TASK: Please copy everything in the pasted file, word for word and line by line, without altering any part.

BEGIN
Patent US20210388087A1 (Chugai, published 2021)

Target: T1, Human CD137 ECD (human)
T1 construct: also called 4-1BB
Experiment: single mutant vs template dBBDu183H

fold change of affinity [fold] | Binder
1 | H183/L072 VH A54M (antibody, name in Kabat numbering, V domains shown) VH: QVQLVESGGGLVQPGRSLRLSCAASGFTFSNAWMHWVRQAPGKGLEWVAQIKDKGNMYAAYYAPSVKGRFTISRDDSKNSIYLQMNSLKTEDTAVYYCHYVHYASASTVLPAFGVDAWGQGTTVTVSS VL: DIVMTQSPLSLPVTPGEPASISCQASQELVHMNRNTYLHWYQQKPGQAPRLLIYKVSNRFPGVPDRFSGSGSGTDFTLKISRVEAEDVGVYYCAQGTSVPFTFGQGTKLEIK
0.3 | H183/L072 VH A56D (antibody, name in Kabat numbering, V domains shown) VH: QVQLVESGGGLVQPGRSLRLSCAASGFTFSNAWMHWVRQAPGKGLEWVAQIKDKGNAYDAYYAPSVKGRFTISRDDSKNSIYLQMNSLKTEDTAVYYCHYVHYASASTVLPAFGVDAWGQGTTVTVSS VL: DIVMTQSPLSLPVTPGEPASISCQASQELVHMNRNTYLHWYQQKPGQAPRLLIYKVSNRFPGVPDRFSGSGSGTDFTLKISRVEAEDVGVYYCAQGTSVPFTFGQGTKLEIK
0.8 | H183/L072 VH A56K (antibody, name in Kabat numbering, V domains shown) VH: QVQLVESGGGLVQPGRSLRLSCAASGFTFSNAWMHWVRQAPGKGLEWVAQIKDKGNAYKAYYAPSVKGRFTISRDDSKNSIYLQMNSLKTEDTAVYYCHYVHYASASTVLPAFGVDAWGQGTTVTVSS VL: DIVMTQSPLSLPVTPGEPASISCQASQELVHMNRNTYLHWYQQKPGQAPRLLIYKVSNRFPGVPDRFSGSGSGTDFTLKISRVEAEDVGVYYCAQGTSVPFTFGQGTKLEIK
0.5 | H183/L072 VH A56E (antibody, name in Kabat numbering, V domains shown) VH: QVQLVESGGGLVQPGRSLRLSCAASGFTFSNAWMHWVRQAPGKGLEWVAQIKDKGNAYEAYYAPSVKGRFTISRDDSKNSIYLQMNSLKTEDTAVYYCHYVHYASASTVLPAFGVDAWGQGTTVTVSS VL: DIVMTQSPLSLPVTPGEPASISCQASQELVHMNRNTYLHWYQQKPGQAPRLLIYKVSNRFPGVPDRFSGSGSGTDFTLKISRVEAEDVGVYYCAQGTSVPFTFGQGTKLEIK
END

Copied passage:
Patent US20210388087A1 (Chugai, published 2021)

Target: T1, Human CD137 ECD (human)
T1 construct: also called 4-1BB
Experiment: single mutant vs template dBBDu183H

fold change of affinity [fold] | Binder
1 | H183/L072 VH A54M (antibody, name in Kabat numbering, V domains shown) VH: QVQLVESGGGLVQPGRSLRLSCAASGFTFSNAWMHWVRQAPGKGLEWVAQIKDKGNMYAAYYAPSVKGRFTISRDDSKNSIYLQMNSLKTEDTAVYYCHYVHYASASTVLPAFGVDAWGQGTTVTVSS VL: DIVMTQSPLSLPVTPGEPASISCQASQELVHMNRNTYLHWYQQKPGQAPRLLIYKVSNRFPGVPDRFSGSGSGTDFTLKISRVEAEDVGVYYCAQGTSVPFTFGQGTKLEIK
0.3 | H183/L072 VH A56D (antibody, name in Kabat numbering, V domains shown) VH: QVQLVESGGGLVQPGRSLRLSCAASGFTFSNAWMHWVRQAPGKGLEWVAQIKDKGNAYDAYYAPSVKGRFTISRDDSKNSIYLQMNSLKTEDTAVYYCHYVHYASASTVLPAFGVDAWGQGTTVTVSS VL: DIVMTQSPLSLPVTPGEPASISCQASQELVHMNRNTYLHWYQQKPGQAPRLLIYKVSNRFPGVPDRFSGSGSGTDFTLKISRVEAEDVGVYYCAQGTSVPFTFGQGTKLEIK
0.8 | H183/L072 VH A56K (antibody, name in Kabat numbering, V domains shown) VH: QVQLVESGGGLVQPGRSLRLSCAASGFTFSNAWMHWVRQAPGKGLEWVAQIKDKGNAYKAYYAPSVKGRFTISRDDSKNSIYLQMNSLKTEDTAVYYCHYVHYASASTVLPAFGVDAWGQGTTVTVSS VL: DIVMTQSPLSLPVTPGEPASISCQASQELVHMNRNTYLHWYQQKPGQAPRLLIYKVSNRFPGVPDRFSGSGSGTDFTLKISRVEAEDVGVYYCAQGTSVPFTFGQGTKLEIK
0.5 | H183/L072 VH A56E (antibody, name in Kabat numbering, V domains shown) VH: QVQLVESGGGLVQPGRSLRLSCAASGFTFSNAWMHWVRQAPGKGLEWVAQIKDKGNAYEAYYAPSVKGRFTISRDDSKNSIYLQMNSLKTEDTAVYYCHYVHYASASTVLPAFGVDAWGQGTTVTVSS VL: DIVMTQSPLSLPVTPGEPASISCQASQELVHMNRNTYLHWYQQKPGQAPRLLIYKVSNRFPGVPDRFSGSGSGTDFTLKISRVEAEDVGVYYCAQGTSVPFTFGQGTKLEIK